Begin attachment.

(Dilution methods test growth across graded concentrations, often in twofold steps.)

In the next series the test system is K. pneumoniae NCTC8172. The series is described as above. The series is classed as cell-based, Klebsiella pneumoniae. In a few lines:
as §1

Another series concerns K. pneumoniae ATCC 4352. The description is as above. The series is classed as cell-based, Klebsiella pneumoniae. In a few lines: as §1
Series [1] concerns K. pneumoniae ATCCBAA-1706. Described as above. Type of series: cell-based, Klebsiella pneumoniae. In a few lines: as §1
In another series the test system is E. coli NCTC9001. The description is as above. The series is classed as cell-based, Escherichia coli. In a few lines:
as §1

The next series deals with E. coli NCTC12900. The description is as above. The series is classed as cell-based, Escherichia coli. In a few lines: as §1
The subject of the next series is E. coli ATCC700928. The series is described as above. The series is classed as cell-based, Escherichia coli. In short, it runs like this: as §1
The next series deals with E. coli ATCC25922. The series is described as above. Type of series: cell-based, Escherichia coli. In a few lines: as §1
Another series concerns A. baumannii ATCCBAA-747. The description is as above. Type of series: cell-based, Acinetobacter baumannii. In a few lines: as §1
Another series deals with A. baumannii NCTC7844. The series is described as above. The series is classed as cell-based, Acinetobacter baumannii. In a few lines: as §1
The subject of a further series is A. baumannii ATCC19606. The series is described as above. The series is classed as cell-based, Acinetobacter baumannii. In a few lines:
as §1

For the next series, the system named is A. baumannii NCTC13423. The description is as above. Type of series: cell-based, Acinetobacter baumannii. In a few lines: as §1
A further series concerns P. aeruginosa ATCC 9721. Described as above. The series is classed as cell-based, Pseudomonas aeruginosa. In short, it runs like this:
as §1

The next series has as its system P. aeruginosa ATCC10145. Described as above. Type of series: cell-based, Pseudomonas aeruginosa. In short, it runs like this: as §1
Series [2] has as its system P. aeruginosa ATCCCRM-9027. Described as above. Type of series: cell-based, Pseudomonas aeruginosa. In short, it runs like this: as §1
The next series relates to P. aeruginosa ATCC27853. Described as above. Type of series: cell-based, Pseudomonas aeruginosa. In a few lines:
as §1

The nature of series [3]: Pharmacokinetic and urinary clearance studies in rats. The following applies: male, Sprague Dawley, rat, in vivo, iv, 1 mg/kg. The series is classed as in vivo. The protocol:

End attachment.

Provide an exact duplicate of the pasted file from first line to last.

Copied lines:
(Dilution methods test growth across graded concentrations, often in twofold steps.)

In the next series the test system is K. pneumoniae NCTC8172. The series is described as above. The series is classed as cell-based, Klebsiella pneumoniae. In a few lines:
as §1

Another series concerns K. pneumoniae ATCC 4352. The description is as above. The series is classed as cell-based, Klebsiella pneumoniae. In a few lines: as §1
Series [1] concerns K. pneumoniae ATCCBAA-1706. Described as above. Type of series: cell-based, Klebsiella pneumoniae. In a few lines: as §1
In another series the test system is E. coli NCTC9001. The description is as above. The series is classed as cell-based, Escherichia coli. In a few lines:
as §1

The next series deals with E. coli NCTC12900. The description is as above. The series is classed as cell-based, Escherichia coli. In a few lines: as §1
The subject of the next series is E. coli ATCC700928. The series is described as above. The series is classed as cell-based, Escherichia coli. In short, it runs like this: as §1
The next series deals with E. coli ATCC25922. The series is described as above. Type of series: cell-based, Escherichia coli. In a few lines: as §1
Another series concerns A. baumannii ATCCBAA-747. The description is as above. Type of series: cell-based, Acinetobacter baumannii. In a few lines: as §1
Another series deals with A. baumannii NCTC7844. The series is described as above. The series is classed as cell-based, Acinetobacter baumannii. In a few lines: as §1
The subject of a further series is A. baumannii ATCC19606. The series is described as above. The series is classed as cell-based, Acinetobacter baumannii. In a few lines:
as §1

For the next series, the system named is A. baumannii NCTC13423. The description is as above. Type of series: cell-based, Acinetobacter baumannii. In a few lines: as §1
A further series concerns P. aeruginosa ATCC 9721. Described as above. The series is classed as cell-based, Pseudomonas aeruginosa. In short, it runs like this:
as §1

The next series has as its system P. aeruginosa ATCC10145. Described as above. Type of series: cell-based, Pseudomonas aeruginosa. In short, it runs like this: as §1
Series [2] has as its system P. aeruginosa ATCCCRM-9027. Described as above. Type of series: cell-based, Pseudomonas aeruginosa. In short, it runs like this: as §1
The next series relates to P. aeruginosa ATCC27853. Described as above. Type of series: cell-based, Pseudomonas aeruginosa. In a few lines:
as §1

The nature of series [3]: Pharmacokinetic and urinary clearance studies in rats. The following applies: male, Sprague Dawley, rat, in vivo, iv, 1 mg/kg. The series is classed as in vivo. The protocol: